Players who don’t wish to roll a new character can instead opt to turn their dead PC into a Friendly Ghost. The character loses all of their class abilities, but retains whatever level of experience they managed to achieve in life. (i.e. George the level 3 fighter can become George the level 3 Friendly Ghost).

LotFP Class: The Lucky Motherfucker

Motorcycle daredevil Evel Knievel poised on his Harley-Davidson.  (Photo by Ralph Crane//Time Life Pictures/Getty Images)

I’m kind of on a custom class kick. Humor me.

The Lucky Motherfucker has a d6 hit die, and advances using the Fighter’s experience table. All of the Lucky Motherfucker’s saving throws advance as the Fighter’s save versus Magic does.  Paralyze, Poison, Breath, Device, and Magic all begin at 16, drop to 14 at level 4, then to 12 at level 7, and so on.

It kinda sucks to be a Lucky Motherfucker, actually. Except for the fact that you almost never die, even when you really should have.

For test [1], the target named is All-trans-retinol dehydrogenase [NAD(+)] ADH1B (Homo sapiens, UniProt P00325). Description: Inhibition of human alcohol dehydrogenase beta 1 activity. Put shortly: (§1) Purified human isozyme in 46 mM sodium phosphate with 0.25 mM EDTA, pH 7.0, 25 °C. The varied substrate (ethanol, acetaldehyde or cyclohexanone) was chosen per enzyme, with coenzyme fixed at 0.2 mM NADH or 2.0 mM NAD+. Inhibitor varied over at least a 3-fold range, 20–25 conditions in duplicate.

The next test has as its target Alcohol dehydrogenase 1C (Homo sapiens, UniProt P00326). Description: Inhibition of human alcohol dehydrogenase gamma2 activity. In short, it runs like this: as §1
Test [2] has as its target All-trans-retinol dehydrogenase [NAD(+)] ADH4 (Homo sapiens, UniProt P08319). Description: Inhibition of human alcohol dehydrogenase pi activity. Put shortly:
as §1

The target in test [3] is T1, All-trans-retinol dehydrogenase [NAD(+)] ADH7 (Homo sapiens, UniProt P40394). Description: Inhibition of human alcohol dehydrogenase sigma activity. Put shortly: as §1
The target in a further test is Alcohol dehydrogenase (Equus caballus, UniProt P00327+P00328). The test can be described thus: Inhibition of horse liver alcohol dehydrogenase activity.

Lucky As Fuck: Anytime the Lucky Motherfucker takes damage that would reduce it below 0 hit points, it is reduced to 0 hit points instead. Any time the Lucky Motherfucker is subject to an instant death effect, it is reduced to 0 hit points instead. Only damage taken at 0 hit points can reduce the Lucky Motherfucker below that threshold.

Lucky as Fuuuuuuuck: The first time during any game session that the Lucky Motherfucker reaches 0 hit points, they gain 1d6 hit points. Each subsequent time the Lucky Motherfucker reaches 0 hit points, they must roll 1d20. If they roll above the number of times they have already reached 0 hit points this session, then they again gain 1d6 hit points. Otherwise they remain at 0 hit points, and cannot benefit from the Lucky as Fuuuuuuuck ability again until they’ve been healed to above 1 hit point.